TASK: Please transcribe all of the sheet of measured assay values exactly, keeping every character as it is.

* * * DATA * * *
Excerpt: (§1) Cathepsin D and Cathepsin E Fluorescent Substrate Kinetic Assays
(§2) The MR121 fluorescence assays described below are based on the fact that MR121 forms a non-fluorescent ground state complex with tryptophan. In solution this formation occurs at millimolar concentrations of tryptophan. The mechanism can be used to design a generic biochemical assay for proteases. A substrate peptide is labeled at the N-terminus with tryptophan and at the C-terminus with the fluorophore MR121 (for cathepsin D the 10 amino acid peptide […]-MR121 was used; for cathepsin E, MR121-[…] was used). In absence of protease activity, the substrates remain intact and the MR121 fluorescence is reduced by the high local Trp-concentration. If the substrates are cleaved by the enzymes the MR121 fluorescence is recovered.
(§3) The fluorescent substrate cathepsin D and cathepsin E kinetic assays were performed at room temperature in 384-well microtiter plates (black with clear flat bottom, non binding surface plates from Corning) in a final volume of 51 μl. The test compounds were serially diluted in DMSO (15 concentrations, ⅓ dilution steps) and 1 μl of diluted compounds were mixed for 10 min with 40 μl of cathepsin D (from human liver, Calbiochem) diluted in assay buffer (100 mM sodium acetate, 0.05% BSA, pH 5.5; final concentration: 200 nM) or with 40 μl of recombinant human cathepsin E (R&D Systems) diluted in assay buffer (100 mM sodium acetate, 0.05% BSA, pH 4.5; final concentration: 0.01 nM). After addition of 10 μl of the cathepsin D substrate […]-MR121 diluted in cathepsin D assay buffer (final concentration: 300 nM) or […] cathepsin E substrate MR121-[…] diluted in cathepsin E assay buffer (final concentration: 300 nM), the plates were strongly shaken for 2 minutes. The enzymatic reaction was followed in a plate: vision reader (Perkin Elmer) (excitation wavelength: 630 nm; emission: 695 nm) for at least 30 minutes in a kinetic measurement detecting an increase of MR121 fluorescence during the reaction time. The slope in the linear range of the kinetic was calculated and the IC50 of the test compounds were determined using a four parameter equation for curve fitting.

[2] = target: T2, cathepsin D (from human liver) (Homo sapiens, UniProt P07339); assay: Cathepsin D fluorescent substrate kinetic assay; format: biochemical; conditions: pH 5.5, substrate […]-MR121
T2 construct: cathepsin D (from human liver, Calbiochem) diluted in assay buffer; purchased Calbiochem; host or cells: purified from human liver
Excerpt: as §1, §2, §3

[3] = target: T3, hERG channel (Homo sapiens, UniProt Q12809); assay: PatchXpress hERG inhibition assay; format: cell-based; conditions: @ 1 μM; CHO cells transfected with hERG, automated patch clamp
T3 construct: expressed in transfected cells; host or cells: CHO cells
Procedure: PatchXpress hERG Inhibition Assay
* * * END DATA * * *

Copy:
Excerpt: (§1) Cathepsin D and Cathepsin E Fluorescent Substrate Kinetic Assays
(§2) The MR121 fluorescence assays described below are based on the fact that MR121 forms a non-fluorescent ground state complex with tryptophan. In solution this formation occurs at millimolar concentrations of tryptophan. The mechanism can be used to design a generic biochemical assay for proteases. A substrate peptide is labeled at the N-terminus with tryptophan and at the C-terminus with the fluorophore MR121 (for cathepsin D the 10 amino acid peptide […]-MR121 was used; for cathepsin E, MR121-[…] was used). In absence of protease activity, the substrates remain intact and the MR121 fluorescence is reduced by the high local Trp-concentration. If the substrates are cleaved by the enzymes the MR121 fluorescence is recovered.
(§3) The fluorescent substrate cathepsin D and cathepsin E kinetic assays were performed at room temperature in 384-well microtiter plates (black with clear flat bottom, non binding surface plates from Corning) in a final volume of 51 μl. The test compounds were serially diluted in DMSO (15 concentrations, ⅓ dilution steps) and 1 μl of diluted compounds were mixed for 10 min with 40 μl of cathepsin D (from human liver, Calbiochem) diluted in assay buffer (100 mM sodium acetate, 0.05% BSA, pH 5.5; final concentration: 200 nM) or with 40 μl of recombinant human cathepsin E (R&D Systems) diluted in assay buffer (100 mM sodium acetate, 0.05% BSA, pH 4.5; final concentration: 0.01 nM). After addition of 10 μl of the cathepsin D substrate […]-MR121 diluted in cathepsin D assay buffer (final concentration: 300 nM) or […] cathepsin E substrate MR121-[…] diluted in cathepsin E assay buffer (final concentration: 300 nM), the plates were strongly shaken for 2 minutes. The enzymatic reaction was followed in a plate: vision reader (Perkin Elmer) (excitation wavelength: 630 nm; emission: 695 nm) for at least 30 minutes in a kinetic measurement detecting an increase of MR121 fluorescence during the reaction time. The slope in the linear range of the kinetic was calculated and the IC50 of the test compounds were determined using a four parameter equation for curve fitting.

[2] = target: T2, cathepsin D (from human liver) (Homo sapiens, UniProt P07339); assay: Cathepsin D fluorescent substrate kinetic assay; format: biochemical; conditions: pH 5.5, substrate […]-MR121
T2 construct: cathepsin D (from human liver, Calbiochem) diluted in assay buffer; purchased Calbiochem; host or cells: purified from human liver
Excerpt: as §1, §2, §3

[3] = target: T3, hERG channel (Homo sapiens, UniProt Q12809); assay: PatchXpress hERG inhibition assay; format: cell-based; conditions: @ 1 μM; CHO cells transfected with hERG, automated patch clamp
T3 construct: expressed in transfected cells; host or cells: CHO cells
Procedure: PatchXpress hERG Inhibition Assay